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From Dave Coventry <dgcoven...@gmail.com>
Subject Re: Installing the POI jars for Netbeans
Date Tue, 15 Dec 2009 14:06:19 GMT
Hi Mark,

2009/12/15 MSB <markbrdsly@tiscali.co.uk>:
> I thought about this overnight because I did not want what I say next to
> sound really patronising; anyway, here goes.

It's not a problem. I realise that there is always a possibility that
I could be a recognised computer science professor with thirty years
of working at the cutting edge under my belt, but you can rest
assured, this is not the case!

> When you deploy the application you are working on, you will not deploy the
> .java file as it contains the source code you have created. Rather, you will
> deploy the .class file which contains the pre-compiled bytecode that the JVM
> will load, compile into native code and then run. Also, you will need to
> make sure that the machine upon which your application runs has access to
> the POI archives because the JVM needs to locate, load and run one or more
> of the classes it contains. I am sure you knew all of this and that is why I
> worried about it sounding patronising, but when you said in you last message
> that you interest was in a single .java file that you planned to implement
> on another machine, I worried a bit.

Not to worry.

The other machine is a headless Debian box which will not be able to
have Netbeans installed.

Once I can be sure that the Java code is good, I'll copy it across to
the production machine and compile it there.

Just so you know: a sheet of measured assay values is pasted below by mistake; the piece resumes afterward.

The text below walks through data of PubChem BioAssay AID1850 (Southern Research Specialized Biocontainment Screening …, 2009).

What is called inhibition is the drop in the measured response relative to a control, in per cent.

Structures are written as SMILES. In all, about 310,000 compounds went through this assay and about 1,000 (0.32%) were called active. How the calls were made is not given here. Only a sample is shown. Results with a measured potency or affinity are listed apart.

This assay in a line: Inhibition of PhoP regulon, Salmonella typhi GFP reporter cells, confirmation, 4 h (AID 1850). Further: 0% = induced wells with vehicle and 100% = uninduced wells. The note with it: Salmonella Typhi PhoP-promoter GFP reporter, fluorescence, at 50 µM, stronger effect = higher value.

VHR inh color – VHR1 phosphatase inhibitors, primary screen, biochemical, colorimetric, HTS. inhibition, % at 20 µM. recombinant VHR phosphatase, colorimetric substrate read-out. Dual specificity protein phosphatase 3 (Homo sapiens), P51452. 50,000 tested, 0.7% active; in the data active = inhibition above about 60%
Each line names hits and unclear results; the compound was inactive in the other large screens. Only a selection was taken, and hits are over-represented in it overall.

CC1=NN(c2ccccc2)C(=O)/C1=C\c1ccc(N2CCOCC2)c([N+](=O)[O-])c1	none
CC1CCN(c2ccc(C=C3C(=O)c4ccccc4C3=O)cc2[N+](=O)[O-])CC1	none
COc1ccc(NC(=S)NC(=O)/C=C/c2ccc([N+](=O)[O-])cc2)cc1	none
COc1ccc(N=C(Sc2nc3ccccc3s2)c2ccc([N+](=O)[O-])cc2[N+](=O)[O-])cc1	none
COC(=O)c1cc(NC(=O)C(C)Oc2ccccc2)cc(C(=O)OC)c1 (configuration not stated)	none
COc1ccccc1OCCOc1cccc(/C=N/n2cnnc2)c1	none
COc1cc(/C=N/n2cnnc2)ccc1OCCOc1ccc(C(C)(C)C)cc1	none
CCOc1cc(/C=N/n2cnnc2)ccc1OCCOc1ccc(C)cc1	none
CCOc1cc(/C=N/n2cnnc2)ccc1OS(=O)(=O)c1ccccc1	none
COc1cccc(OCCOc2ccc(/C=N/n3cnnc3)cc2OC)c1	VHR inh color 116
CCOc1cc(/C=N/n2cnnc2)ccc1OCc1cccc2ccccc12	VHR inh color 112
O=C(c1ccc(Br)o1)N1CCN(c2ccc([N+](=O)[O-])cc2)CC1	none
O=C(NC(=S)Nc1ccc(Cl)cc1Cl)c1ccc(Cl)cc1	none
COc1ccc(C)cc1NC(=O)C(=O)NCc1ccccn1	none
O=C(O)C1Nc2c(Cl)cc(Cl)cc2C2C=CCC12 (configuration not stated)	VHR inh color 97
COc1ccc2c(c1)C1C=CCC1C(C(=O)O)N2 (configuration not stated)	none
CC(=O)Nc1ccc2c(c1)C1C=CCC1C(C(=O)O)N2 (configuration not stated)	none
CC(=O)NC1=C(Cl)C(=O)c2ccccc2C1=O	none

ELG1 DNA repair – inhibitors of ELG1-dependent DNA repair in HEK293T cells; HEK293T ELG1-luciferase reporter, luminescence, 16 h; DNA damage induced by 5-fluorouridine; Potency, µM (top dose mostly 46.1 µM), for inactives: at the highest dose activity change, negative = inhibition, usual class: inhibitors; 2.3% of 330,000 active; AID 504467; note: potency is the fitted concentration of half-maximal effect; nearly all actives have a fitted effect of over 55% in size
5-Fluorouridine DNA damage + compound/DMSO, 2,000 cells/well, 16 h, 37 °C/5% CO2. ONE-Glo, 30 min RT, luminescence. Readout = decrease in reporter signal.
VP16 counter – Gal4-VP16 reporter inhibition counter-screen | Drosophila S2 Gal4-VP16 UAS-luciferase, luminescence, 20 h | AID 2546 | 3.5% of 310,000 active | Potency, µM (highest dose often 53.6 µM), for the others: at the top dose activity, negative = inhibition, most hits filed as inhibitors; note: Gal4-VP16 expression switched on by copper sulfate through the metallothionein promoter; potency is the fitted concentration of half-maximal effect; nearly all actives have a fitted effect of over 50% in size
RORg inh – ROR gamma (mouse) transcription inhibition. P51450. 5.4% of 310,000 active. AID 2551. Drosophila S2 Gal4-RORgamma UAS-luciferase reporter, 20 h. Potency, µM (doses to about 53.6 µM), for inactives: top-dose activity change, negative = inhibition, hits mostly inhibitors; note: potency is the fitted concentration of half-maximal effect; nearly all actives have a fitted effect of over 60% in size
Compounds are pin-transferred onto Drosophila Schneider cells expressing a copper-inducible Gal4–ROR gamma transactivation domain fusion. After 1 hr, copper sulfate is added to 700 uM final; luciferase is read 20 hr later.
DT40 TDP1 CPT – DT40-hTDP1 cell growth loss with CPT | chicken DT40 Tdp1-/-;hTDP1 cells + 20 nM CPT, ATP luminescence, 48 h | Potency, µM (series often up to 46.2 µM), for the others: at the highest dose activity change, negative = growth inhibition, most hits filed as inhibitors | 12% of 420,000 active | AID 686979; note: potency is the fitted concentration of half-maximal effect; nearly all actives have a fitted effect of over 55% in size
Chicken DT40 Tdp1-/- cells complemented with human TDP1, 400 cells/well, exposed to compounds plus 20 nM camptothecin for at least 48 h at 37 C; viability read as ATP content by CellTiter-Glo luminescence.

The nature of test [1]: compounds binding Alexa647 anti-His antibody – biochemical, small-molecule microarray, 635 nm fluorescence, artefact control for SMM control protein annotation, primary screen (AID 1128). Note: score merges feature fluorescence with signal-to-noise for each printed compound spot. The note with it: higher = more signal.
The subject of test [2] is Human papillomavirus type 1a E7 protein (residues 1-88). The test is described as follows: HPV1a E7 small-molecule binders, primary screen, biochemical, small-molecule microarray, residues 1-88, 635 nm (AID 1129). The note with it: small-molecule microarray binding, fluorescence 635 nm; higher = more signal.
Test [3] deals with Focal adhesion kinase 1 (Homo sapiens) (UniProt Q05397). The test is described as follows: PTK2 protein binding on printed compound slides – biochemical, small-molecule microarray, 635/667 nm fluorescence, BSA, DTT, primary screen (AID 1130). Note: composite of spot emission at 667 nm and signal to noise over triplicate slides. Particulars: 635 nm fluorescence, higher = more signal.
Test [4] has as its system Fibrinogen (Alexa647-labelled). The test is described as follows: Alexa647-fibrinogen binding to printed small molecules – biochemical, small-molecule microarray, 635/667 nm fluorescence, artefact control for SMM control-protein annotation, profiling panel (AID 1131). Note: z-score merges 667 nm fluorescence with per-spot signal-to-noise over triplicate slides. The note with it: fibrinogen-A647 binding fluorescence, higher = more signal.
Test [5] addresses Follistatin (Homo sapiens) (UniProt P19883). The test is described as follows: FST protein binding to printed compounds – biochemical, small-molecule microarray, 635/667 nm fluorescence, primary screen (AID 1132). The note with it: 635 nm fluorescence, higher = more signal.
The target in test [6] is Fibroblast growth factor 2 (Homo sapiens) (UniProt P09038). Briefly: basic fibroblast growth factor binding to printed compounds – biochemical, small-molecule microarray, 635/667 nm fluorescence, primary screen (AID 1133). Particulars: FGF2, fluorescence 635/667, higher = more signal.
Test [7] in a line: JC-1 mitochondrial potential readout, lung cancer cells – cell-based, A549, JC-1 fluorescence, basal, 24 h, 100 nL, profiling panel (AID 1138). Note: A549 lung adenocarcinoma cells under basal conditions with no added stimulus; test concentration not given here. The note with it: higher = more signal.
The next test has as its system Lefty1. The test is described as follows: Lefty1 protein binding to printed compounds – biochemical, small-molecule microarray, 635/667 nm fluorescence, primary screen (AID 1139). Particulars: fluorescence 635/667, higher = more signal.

The reason I posted on here was that I couldn't be sure that my java
code had access to the jar libraries it needed; once I can move it on
the Production machine I shall be reasonably confident that it should
run, given access to the relevant libraries.

I will obviously make sure that these libraries are accessible to the code.

> Now, one of the easiest ways to achieve all of this is to use the contents
> of the dist sub-folder that Netbeans will create for you. It will create an
> archive that contains your class and ensure that the other archives your
> application needs are copied into it's lib sub-folder. All you then need to
> do is copy this over to the host machone and your application ought to run.

That's great news; I shall definitely give that a go.

> Of course, you do not have to use this structure and there are good reasons
> not to do so; you can copy the POI archive into a different folder even on
> another machine as long as you ensure that it is accessible to your
> application at runtime. It is quite likely that you will need to set the
> -classpath environment variable to ensure that the JVM can locate the
> resources it requires at runtime. I work almost exclusivly on Windows and
> use .bat files (batch files) extensively to run applications as they allow
> me to create instructions such as this;
> "C:\Program Files\Java\jre1.6.0_07\bin\java" -classpath ".;..;" -jar
> "C:\Work Area\Programming\Java\Development\Netbeans\Neat\File
> Processor\dist\File_Processor.jar"
> and set the -classpath the application uses when it is executed. Sadly, I do
> not know if such a mechanism exists on Linux but suspect that it does.

Yes it doe. I shall certainly try to implement it when I get my app working.

Thanks again,

Dave Coventry

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